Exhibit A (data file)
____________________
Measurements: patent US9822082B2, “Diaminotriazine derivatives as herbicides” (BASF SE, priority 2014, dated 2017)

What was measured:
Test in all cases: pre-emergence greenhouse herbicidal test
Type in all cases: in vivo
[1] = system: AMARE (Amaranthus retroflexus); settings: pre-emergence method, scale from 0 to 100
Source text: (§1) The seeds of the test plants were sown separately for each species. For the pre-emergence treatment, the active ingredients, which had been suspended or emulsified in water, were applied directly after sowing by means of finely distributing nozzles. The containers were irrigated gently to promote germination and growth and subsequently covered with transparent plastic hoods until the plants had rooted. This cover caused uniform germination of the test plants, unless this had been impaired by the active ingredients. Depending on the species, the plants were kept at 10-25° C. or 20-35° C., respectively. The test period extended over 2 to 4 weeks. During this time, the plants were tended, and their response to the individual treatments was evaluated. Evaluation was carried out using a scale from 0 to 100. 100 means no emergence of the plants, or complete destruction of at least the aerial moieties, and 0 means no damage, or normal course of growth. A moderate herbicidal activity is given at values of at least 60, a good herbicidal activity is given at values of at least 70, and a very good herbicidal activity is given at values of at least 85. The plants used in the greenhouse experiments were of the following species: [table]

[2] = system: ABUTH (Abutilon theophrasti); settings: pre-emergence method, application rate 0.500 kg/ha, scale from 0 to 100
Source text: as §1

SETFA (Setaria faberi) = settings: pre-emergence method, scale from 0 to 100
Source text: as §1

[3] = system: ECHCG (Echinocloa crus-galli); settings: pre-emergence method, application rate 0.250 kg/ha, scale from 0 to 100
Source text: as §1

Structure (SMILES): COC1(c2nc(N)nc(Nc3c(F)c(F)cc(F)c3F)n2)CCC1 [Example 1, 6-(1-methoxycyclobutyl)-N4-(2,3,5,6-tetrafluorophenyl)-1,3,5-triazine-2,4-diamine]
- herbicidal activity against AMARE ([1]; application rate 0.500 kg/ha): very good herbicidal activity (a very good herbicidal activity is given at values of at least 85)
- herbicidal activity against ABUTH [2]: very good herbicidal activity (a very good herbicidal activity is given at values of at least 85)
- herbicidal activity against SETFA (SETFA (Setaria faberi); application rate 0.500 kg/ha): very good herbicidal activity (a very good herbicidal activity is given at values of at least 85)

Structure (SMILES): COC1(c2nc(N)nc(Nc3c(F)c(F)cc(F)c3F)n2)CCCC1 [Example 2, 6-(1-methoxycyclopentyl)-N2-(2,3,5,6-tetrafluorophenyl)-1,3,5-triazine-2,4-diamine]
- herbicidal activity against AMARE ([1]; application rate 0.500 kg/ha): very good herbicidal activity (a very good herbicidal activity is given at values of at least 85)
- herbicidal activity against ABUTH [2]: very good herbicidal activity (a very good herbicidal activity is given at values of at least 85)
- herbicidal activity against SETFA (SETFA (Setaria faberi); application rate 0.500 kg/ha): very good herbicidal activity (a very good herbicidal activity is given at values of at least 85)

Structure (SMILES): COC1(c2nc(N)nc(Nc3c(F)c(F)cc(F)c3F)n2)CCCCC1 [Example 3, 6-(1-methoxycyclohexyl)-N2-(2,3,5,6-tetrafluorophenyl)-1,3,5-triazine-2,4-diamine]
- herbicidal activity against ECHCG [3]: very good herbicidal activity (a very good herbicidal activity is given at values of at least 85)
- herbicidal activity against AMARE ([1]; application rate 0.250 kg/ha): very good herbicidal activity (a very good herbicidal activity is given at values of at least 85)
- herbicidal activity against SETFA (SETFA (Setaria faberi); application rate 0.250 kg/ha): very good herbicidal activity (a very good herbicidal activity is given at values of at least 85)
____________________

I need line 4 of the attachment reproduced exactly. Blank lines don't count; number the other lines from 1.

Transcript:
Type in all cases: in vivo